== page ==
Mid-Year Cloud Jobs Update: Get Noticed, Get Your Head in the Cloud

As we enter the second half of 2014, people who know their way around security, application interconnectivity, mobility and high-performance computing are hot in the cloud job market.

Bill Kleyman

June 9, 2014

3 Min Read
Mid-Year Cloud Jobs Update: Get Noticed, Get Your Head in the Cloud

We’re well into June already and the cloud world continues to speed up. New types of delivery models, improved optimizations and better infrastructure convergence mechanisms are all impacting how we utilize the modern data center. Through it all – the engineer, architect and IT professional must continue to evolve alongside technology and the business organization.

So what’s new? Over the past few months a few new types of platforms and technologies are creating increased demands from evolving businesses. If you’re in the cloud job world – here are a few things to keep an eye on:

  • Security. This is really a growing area of expertise. A variety of healthcare breaches, the Target incident and more recently Heartbleed have all created a lot of demand for good security professionals. More than anything – these professionals must be fluent in the language of cloud and ecosystem interoperability. There is a growing need for the ever-effective whitehat security professional. New types of advanced persistent threats aimed at a variety of logical and physical resources have created a new type of dynamic in the security industry. If you’re an IT professional, it’s time to take a look at the very many security concepts that are currently impacting your environment.

  • Application interconnectivity. Cloud computing and the modern data center are already interconnected. Now, applications and the data that supports it all are becoming even more distributed. Cloud and application professionals are finding new ways to deliver rich content to a variety of users and end-points. These apps must be agile, secure and always keep the user’s performance in mind. There is a shift happening around mobility and a movement away from the modern desktop. Now it’s the world of cloud computing and application delivery. HTML5 and new types of web delivery methodologies allow us to interact with online applications much more than ever before.

  • Mobility architecture. The topic of mobility is not going anywhere. Within just a few years there will be more cloud-connected devices than there are people on this planet. All of the data, applications, workloads, and delivery methodologies around mobility have to be planned out and architected. Here’s the important point: this isn’t like deploying a desktop or a laptop. Mobility architecture is a new breed of end-point computing. It revolves around a new type of user and supports a new type of organization -- a next-generation one. Applying aging concepts like desktop or end-point deployment simply won’t cut it. As a cloud professional, begin to examine the implications of mobility and how it can all be optimized. Organizations are actively jumping on the mobility bandwagon, mainly because of the demands from the end-user.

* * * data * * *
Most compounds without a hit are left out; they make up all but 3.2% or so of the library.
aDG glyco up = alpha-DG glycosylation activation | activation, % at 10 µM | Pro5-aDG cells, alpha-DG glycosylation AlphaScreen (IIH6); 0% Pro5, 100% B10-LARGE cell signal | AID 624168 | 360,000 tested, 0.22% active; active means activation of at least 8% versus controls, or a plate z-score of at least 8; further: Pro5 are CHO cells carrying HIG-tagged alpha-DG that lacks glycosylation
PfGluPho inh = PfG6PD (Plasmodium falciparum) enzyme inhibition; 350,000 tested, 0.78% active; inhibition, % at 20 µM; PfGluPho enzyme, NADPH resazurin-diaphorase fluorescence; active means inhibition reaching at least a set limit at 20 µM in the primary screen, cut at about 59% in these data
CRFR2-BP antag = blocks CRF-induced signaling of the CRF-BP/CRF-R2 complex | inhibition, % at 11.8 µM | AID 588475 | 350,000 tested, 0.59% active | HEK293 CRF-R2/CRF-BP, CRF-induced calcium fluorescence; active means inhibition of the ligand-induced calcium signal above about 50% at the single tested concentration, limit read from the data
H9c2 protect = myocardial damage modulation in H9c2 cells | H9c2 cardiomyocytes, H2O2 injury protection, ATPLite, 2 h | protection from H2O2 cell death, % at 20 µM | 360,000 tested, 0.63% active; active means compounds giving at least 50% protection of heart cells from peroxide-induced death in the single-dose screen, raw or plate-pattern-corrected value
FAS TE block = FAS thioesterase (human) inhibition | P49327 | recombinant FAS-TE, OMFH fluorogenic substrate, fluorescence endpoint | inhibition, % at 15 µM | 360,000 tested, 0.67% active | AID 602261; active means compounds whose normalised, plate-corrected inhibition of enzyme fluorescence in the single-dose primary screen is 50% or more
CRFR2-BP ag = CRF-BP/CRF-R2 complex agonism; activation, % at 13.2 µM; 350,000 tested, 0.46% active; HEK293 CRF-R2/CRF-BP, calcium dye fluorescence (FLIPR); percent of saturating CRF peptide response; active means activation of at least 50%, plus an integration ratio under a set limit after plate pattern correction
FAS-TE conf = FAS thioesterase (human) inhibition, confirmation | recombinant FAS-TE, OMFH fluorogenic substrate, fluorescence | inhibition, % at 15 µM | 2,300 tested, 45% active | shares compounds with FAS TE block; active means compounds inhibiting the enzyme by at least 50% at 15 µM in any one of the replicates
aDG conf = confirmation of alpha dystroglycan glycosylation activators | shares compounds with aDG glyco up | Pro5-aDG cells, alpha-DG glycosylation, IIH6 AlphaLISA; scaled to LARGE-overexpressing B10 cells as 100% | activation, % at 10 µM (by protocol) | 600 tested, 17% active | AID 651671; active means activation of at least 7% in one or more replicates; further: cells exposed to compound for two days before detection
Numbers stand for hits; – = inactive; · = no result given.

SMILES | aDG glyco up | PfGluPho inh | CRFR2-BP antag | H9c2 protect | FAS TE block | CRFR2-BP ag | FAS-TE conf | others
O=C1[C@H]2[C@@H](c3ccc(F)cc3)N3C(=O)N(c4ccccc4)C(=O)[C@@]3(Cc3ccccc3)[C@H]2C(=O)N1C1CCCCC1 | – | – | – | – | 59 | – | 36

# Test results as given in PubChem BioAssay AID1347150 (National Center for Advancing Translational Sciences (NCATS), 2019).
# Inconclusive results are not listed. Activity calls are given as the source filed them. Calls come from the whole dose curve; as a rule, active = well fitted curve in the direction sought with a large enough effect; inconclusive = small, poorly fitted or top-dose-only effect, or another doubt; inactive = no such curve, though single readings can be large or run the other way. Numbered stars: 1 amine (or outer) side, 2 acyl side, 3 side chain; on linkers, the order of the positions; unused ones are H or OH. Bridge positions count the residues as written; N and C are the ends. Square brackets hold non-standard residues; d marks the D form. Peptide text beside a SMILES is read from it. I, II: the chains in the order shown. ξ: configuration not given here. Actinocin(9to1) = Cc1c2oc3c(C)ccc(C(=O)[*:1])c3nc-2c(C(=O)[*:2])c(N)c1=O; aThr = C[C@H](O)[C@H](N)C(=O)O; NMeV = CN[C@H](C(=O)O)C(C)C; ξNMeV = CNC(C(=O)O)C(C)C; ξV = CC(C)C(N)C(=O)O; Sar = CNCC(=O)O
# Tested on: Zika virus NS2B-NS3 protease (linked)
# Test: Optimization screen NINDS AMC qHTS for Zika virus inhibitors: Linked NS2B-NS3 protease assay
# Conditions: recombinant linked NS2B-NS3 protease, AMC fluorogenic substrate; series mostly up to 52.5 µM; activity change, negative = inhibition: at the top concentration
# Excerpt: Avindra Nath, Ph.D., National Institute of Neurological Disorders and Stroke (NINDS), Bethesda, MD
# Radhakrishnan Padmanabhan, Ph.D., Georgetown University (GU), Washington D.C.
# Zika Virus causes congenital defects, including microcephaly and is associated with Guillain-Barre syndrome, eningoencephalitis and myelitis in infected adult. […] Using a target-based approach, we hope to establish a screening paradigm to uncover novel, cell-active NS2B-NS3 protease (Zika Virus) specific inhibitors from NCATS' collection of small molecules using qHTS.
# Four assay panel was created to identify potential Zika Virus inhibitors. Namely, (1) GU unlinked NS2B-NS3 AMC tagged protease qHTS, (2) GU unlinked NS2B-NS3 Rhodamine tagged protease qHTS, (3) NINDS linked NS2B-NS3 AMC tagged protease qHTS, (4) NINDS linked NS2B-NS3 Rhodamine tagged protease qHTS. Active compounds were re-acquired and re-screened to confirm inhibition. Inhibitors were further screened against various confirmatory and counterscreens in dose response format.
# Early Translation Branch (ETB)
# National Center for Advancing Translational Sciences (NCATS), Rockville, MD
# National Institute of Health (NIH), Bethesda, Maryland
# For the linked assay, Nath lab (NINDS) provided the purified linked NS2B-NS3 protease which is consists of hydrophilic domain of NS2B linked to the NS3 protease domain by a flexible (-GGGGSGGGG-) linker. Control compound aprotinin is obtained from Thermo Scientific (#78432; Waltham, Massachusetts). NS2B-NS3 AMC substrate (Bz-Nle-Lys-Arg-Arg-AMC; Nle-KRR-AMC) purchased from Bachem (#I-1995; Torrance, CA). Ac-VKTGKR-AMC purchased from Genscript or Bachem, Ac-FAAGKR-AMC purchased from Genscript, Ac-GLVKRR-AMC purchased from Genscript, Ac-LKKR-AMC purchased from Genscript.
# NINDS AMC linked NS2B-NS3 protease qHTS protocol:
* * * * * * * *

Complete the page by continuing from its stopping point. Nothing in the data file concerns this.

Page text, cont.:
• High-performance computing. So here’s a bit of a curve ball. Modern enterprises are finding new ways to apply data research to create powerful quantitative results. The high-performance computing community is gaining a lot of traction. Even large shops like VMware are now actively looking at ways to optimize and virtualize HPC workloads. Scalability and the capability to process critical web-based workloads has become a necessary component for many modern enterprises. Prediction engines – ones that predict geological events for example – are being built on HPC workloads. This is certainly an interesting area to explore.

No doubt that the cloud environment is going to facilitate new types of careers and opportunities. Now, organizations are creating their entire business model around the capabilities of their data center and their cloud. This means the modern cloud engineer is becoming a critical piece of the entire organization. Remember, it’s not all about the techie side of things. It’s important to understand and articulate how modern technologies can positively impact your business. This means discussing benefits with key business stakeholders. Ultimately – this will help you get noticed in your organization as well as help keep both your business and IT infrastructure proactive in the industry.

About the Author(s)

Bill Kleyman

Bill Kleyman has more than 15 years of experience in enterprise technology. He also enjoys writing, blogging, and educating colleagues about tech. His published and referenced work can be found on Data Center Knowledge, AFCOM, ITPro Today, InformationWeek, NetworkComputing, TechTarget, DarkReading, Forbes, CBS Interactive, Slashdot, and more.

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